The Walla Walla community is invited to join Whitman College in creating positive social change during its inaugural Unity Week events, Jan. 20-24, 2020.
It’s a week that brings together community members, leaders in social justice, and college students from Whitman College, Walla Walla Community College (WWCC) and Walla Walla University (WWU) with speakers and workshops aimed at transforming a passion for equality into action.
While Whitman has featured speakers and workshops during the week of Martin Luther King Jr. Day, this is the first time the activities have been organized at an institutional level. It’s important that students, faculty and staff know that supporting diversity, equity and inclusion is a priority at Whitman, said Thomas Witherspoon, vice president for diversity and inclusion at the college.
The events also serve as a launching pad for the student-organized Power and Privilege Symposium, a daylong series of discussions about equality held each February at Whitman.
“The purpose of Unity Week is to create a platform for consistent, sustainable programming that brings community members together through events that recognize and honor the core values of Martin Luther King Jr.’s teachings of equity, faith, nonviolence, education, love, leadership, selflessness and hope,” said Laura Sanchez, director of the Intercultural Center at Whitman. “This is the first time that Whitman is dedicating a week to social justice-focused programming. It’s been exciting to be a part of this.”
Monday, Jan. 20: Join the MLK Peace March
Events begin Jan. 20, on Martin Luther King Jr. Day, with the annual MLK Peace March. The public peace march begins at 4 p.m. at the Reid Campus Center on Boyer Avenue, and travels along Main Street to the Gesa Power House Theater, where it ends with a program and reception. WWCC choir members, as well as Whitman College staff and students, will perform. Pedrito Maynard-Reid, assistant to the president for diversity at WWU, will address the crowd.
Tuesday, Jan. 21: Keynote Speaker Walks the Talk
One highlight of the week is a keynote address by Mariah Parker, an openly queer hip-hop artist and community organizer in Athens, Georgia. Parker made headlines when she was elected a commissioner for Athens-Clarke County in Georgia and was sworn-in with a copy of “The Autobiography of Malcolm X.”
Her talk, titled “Seeing the Staircase,” will share her story and discuss what it means to take the first step in faith, especially as a young woman of color and community activist inside the world of government. It begins at 6:30 p.m. Tuesday, Jan. 21, in Maxey Hall Auditorium. The talk is free and open to the public. Beginning at 5:30 p.m. in Maxey Museum, visitors can enjoy a pre-keynote reception featuring a curated display looking at the history of the civil rights movement in the Walla Walla area.
The display was put together by Maxey Museum Exhibitions and Collections Manager Libby Miller and economics major Alex Hwang ’20 of Orinda, California.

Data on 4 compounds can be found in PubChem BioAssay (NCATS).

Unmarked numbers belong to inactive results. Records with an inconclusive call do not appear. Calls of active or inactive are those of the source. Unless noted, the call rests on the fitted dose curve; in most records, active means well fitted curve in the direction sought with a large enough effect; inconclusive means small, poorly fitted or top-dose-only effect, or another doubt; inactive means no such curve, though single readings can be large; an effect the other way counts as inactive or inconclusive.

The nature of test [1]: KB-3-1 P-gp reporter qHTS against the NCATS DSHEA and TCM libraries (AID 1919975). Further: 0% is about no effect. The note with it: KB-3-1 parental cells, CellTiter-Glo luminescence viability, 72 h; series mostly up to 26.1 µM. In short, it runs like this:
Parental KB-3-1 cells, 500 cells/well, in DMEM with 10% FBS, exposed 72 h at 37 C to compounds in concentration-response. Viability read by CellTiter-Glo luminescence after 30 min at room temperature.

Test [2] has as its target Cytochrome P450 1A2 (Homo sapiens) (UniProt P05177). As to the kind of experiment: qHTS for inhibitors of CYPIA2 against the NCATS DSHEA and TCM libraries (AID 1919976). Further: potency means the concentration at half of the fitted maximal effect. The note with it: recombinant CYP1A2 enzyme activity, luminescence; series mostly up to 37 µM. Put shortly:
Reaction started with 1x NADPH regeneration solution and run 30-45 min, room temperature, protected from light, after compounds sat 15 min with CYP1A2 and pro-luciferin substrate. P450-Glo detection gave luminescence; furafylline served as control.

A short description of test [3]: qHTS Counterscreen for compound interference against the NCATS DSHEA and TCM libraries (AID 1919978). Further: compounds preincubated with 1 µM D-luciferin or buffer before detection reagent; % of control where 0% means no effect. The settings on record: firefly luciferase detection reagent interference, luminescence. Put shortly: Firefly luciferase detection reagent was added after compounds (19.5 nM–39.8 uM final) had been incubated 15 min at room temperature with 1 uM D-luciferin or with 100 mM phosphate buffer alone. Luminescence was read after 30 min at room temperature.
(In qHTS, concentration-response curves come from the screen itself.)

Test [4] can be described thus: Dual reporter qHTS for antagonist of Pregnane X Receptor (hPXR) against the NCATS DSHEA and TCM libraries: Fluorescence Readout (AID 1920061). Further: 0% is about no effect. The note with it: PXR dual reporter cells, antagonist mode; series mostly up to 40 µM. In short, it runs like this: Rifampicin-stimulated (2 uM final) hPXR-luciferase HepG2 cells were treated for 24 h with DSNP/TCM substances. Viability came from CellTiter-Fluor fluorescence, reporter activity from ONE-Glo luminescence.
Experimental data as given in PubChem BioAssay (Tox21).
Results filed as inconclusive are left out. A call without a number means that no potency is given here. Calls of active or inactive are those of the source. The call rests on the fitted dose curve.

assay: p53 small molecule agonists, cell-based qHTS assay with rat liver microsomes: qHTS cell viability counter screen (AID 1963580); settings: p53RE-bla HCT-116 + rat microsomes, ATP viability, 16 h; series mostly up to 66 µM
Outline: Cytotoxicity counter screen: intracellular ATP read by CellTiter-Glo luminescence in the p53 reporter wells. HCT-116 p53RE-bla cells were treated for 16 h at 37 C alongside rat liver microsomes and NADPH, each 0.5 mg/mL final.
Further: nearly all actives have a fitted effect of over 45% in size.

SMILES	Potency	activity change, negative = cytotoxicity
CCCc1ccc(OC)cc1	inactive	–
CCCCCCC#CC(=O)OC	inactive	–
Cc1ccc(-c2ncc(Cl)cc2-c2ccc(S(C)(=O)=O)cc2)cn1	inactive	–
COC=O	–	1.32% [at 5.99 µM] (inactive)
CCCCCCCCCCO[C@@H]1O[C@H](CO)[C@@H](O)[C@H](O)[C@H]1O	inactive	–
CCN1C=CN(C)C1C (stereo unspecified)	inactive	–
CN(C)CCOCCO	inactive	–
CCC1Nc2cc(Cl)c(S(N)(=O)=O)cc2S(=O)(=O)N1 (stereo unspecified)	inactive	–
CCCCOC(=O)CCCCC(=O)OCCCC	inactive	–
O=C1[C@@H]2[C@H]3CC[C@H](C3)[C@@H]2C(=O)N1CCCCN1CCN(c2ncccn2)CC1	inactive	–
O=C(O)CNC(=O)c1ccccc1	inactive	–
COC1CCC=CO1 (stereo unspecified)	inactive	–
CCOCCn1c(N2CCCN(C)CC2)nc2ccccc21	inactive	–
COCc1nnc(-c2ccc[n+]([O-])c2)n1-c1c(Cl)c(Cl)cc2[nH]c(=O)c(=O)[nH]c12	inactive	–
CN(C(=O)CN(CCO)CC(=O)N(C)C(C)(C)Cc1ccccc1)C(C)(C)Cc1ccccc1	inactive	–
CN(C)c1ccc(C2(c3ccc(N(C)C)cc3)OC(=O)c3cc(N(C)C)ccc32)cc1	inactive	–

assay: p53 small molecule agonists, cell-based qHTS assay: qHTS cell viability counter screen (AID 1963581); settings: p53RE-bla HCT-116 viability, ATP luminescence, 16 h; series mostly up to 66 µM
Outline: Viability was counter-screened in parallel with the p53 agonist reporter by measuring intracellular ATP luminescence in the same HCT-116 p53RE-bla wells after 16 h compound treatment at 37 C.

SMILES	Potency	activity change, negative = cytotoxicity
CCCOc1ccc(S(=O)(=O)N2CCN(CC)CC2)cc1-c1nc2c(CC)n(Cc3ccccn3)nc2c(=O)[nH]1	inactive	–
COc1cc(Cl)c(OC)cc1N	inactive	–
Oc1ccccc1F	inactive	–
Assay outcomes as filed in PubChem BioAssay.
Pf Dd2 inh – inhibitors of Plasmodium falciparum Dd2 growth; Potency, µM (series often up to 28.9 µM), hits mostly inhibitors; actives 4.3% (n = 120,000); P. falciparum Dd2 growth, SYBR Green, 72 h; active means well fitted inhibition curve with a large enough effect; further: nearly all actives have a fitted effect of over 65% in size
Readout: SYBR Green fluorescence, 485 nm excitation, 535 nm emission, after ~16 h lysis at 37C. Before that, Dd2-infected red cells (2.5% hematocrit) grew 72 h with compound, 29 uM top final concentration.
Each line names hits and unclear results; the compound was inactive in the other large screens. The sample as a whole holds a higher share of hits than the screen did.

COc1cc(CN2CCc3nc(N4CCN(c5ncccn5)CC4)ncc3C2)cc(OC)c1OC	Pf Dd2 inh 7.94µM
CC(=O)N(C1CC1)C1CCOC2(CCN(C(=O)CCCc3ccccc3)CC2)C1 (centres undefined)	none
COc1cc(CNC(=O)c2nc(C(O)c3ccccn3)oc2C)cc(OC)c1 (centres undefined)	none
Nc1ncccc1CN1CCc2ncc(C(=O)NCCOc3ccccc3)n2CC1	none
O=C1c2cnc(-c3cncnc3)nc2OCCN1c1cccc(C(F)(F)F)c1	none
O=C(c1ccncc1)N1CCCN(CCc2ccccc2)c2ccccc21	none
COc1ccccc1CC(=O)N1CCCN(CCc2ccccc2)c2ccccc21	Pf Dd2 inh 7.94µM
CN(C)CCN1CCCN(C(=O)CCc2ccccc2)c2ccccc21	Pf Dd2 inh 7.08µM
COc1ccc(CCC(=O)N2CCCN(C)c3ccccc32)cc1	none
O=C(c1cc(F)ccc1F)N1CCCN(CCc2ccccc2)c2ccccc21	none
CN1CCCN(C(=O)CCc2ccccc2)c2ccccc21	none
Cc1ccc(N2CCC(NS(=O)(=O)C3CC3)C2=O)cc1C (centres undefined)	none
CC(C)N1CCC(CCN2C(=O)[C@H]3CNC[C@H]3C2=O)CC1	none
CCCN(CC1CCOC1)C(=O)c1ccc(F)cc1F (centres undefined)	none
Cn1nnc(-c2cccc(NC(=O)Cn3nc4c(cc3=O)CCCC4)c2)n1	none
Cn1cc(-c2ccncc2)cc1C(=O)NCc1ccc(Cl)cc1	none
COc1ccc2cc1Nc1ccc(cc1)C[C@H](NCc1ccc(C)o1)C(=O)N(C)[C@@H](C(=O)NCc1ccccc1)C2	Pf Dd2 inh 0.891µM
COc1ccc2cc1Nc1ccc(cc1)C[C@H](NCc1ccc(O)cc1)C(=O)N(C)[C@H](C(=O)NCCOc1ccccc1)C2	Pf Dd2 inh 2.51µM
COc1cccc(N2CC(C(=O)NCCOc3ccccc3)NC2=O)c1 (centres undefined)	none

“I think people are going to be surprised and interested to see what’s been put together on the civil rights movement here in Walla Walla, and what Whitman’s part in that was,” Sanchez said.
Prior to the keynote, Parker will lead students from the three area colleges, as well as a group of high schoolers, in a social justice training titled “Build Your Army, Build Your Argument.”
Sanchez is excited to see students from multiple colleges coming together for the event.
“We wanted to focus on providing opportunities to come together, opportunities to educate and learn and opportunities to take action,” she said. “The workshop is a big piece for students gaining best practices and tools for community organizing and social justice efforts.”
Thursday, Jan. 23: Dining with the Changemakers
On Thursday evening, Whitman College will host a dinner and panel discussion with regional leaders on creating positive change. The event is at 5:30 p.m. in the Young Ballroom in Reid Campus Center. Registration is required.
Speakers include Scott Finnie, director and senior professor of Africana Studies and executive director of Race and Cultural Studies at Eastern Washington University; Sandra Williams, founder and editor of The Black Lens in Spokane, Washington; Martin Valadez, president of the Tri-Cities Hispanic Chamber of Commerce and director of Workforce Training and Education Programs at Heritage University; and Gabe Bohnee, member of the Nez Perce Tribe (Nimiipuu) of Idaho, president of the Columbia River Professional Chapter of the American Indian Science and Engineering Society, and Government and Tribal Affairs Specialist at Indian Eyes, LLC.
“We have regional leaders who are doing amazing, transformative type of work,” Sanchez said. “It’s another way to hear about best practices, so that action can be taken.”
During the week, Whitman will also offer Whittie Allies 101 for faculty and staff to learn about allyship — building relationship and trust — with members of the LGBTQ+ population.
Friday, Jan. 24: Moving Forward
The events wrap up with a “Continuing the Conversation” event on the intersections of race and faith at noon in the Glover Alston Center, 26 Boyer Ave. “Continuing the Conversation” is a regular event moderated by Whitman Interfaith Chaplin Adam Kirtley.
My hope is that community members from across the region will participate, learn and grow -- but then offer their thoughts, opinions and suggest ways to become more inclusive,” Witherspoon said. “This is just the beginning. The hope is that it continues to grow and expand, and have a very transformative impact in our region.”
Support for Unity Week events comes from the Whitman College Division of Diversity, Equity and Inclusion, Office of the Dean of Students and the Office of the President.